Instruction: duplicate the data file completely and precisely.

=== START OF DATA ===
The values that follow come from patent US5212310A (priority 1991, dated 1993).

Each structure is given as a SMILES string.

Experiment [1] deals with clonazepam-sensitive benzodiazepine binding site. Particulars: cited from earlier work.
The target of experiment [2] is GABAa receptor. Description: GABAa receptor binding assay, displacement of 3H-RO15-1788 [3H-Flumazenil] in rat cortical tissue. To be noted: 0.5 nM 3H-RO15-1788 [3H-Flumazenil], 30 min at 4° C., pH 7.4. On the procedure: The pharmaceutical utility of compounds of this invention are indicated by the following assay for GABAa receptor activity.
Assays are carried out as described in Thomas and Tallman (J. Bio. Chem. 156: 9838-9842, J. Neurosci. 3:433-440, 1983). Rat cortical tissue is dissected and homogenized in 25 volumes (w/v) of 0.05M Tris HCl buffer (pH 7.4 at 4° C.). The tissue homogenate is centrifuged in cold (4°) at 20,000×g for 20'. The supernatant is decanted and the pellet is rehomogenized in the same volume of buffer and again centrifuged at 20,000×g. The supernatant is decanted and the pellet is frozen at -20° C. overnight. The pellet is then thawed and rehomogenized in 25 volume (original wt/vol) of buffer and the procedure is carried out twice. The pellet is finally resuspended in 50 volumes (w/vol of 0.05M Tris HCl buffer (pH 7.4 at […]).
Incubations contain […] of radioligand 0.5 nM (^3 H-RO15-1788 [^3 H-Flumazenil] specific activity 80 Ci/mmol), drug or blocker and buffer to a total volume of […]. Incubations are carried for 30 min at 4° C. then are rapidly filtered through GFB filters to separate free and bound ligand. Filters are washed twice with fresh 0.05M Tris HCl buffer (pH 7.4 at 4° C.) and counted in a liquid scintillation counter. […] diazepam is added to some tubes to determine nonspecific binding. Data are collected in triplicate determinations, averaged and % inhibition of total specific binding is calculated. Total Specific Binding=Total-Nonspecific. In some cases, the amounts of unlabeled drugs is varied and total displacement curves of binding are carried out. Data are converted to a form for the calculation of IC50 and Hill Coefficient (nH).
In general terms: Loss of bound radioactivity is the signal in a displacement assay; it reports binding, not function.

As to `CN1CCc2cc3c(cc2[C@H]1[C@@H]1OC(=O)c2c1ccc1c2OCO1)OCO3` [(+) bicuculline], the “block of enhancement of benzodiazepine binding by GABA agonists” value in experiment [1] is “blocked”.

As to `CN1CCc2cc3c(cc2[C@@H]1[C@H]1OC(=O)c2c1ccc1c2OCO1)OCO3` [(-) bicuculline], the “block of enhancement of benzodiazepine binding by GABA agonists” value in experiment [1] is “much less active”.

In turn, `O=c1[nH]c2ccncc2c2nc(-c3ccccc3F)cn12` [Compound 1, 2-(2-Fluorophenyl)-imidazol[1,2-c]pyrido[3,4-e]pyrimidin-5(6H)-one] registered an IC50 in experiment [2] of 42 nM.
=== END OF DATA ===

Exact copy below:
The values that follow come from patent US5212310A (priority 1991, dated 1993).

Each structure is given as a SMILES string.

Experiment [1] deals with clonazepam-sensitive benzodiazepine binding site. Particulars: cited from earlier work.
The target of experiment [2] is GABAa receptor. Description: GABAa receptor binding assay, displacement of 3H-RO15-1788 [3H-Flumazenil] in rat cortical tissue. To be noted: 0.5 nM 3H-RO15-1788 [3H-Flumazenil], 30 min at 4° C., pH 7.4. On the procedure: The pharmaceutical utility of compounds of this invention are indicated by the following assay for GABAa receptor activity.
Assays are carried out as described in Thomas and Tallman (J. Bio. Chem. 156: 9838-9842, J. Neurosci. 3:433-440, 1983). Rat cortical tissue is dissected and homogenized in 25 volumes (w/v) of 0.05M Tris HCl buffer (pH 7.4 at 4° C.). The tissue homogenate is centrifuged in cold (4°) at 20,000×g for 20'. The supernatant is decanted and the pellet is rehomogenized in the same volume of buffer and again centrifuged at 20,000×g. The supernatant is decanted and the pellet is frozen at -20° C. overnight. The pellet is then thawed and rehomogenized in 25 volume (original wt/vol) of buffer and the procedure is carried out twice. The pellet is finally resuspended in 50 volumes (w/vol of 0.05M Tris HCl buffer (pH 7.4 at […]).
Incubations contain […] of radioligand 0.5 nM (^3 H-RO15-1788 [^3 H-Flumazenil] specific activity 80 Ci/mmol), drug or blocker and buffer to a total volume of […]. Incubations are carried for 30 min at 4° C. then are rapidly filtered through GFB filters to separate free and bound ligand. Filters are washed twice with fresh 0.05M Tris HCl buffer (pH 7.4 at 4° C.) and counted in a liquid scintillation counter. […] diazepam is added to some tubes to determine nonspecific binding. Data are collected in triplicate determinations, averaged and % inhibition of total specific binding is calculated. Total Specific Binding=Total-Nonspecific. In some cases, the amounts of unlabeled drugs is varied and total displacement curves of binding are carried out. Data are converted to a form for the calculation of IC50 and Hill Coefficient (nH).
In general terms: Loss of bound radioactivity is the signal in a displacement assay; it reports binding, not function.

As to `CN1CCc2cc3c(cc2[C@H]1[C@@H]1OC(=O)c2c1ccc1c2OCO1)OCO3` [(+) bicuculline], the “block of enhancement of benzodiazepine binding by GABA agonists” value in experiment [1] is “blocked”.

As to `CN1CCc2cc3c(cc2[C@@H]1[C@H]1OC(=O)c2c1ccc1c2OCO1)OCO3` [(-) bicuculline], the “block of enhancement of benzodiazepine binding by GABA agonists” value in experiment [1] is “much less active”.

In turn, `O=c1[nH]c2ccncc2c2nc(-c3ccccc3F)cn12` [Compound 1, 2-(2-Fluorophenyl)-imidazol[1,2-c]pyrido[3,4-e]pyrimidin-5(6H)-one] registered an IC50 in experiment [2] of 42 nM.